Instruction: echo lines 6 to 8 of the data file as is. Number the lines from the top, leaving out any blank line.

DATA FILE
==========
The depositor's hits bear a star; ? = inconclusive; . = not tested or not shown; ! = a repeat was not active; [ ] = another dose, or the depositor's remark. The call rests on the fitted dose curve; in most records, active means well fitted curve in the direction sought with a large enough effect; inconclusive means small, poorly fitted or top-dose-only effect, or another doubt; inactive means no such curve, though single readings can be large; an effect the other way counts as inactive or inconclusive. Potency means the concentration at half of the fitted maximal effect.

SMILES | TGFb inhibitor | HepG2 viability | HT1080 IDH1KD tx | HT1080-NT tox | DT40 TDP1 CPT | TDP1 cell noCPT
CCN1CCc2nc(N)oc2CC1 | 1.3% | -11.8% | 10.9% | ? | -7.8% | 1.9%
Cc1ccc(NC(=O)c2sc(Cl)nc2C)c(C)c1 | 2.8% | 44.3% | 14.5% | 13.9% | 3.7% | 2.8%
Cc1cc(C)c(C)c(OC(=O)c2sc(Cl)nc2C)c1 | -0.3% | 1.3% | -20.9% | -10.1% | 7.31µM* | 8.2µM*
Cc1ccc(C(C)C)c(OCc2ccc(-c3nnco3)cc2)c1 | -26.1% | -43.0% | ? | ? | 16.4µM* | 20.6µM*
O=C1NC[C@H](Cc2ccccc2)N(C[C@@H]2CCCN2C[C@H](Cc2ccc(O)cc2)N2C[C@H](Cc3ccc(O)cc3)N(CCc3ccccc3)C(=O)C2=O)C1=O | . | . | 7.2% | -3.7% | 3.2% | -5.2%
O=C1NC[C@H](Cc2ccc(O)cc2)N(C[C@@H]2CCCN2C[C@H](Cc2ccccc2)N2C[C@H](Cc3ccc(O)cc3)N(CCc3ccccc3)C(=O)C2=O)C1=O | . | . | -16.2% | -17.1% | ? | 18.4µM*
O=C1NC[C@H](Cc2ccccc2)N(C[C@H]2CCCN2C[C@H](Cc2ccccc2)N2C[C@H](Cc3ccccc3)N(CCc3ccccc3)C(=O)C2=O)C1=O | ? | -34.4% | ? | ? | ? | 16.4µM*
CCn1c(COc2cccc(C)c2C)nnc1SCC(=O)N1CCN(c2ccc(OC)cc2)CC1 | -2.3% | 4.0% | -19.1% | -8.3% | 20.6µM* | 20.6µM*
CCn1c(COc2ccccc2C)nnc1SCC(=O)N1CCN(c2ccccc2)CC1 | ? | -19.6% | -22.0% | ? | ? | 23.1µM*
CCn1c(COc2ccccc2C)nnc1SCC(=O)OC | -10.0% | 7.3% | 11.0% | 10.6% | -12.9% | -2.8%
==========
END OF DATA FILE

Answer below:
Cc1ccc(C(C)C)c(OCc2ccc(-c3nnco3)cc2)c1 | -26.1% | -43.0% | ? | ? | 16.4µM* | 20.6µM*
O=C1NC[C@H](Cc2ccccc2)N(C[C@@H]2CCCN2C[C@H](Cc2ccc(O)cc2)N2C[C@H](Cc3ccc(O)cc3)N(CCc3ccccc3)C(=O)C2=O)C1=O | . | . | 7.2% | -3.7% | 3.2% | -5.2%
O=C1NC[C@H](Cc2ccc(O)cc2)N(C[C@@H]2CCCN2C[C@H](Cc2ccccc2)N2C[C@H](Cc3ccc(O)cc3)N(CCc3ccccc3)C(=O)C2=O)C1=O | . | . | -16.2% | -17.1% | ? | 18.4µM*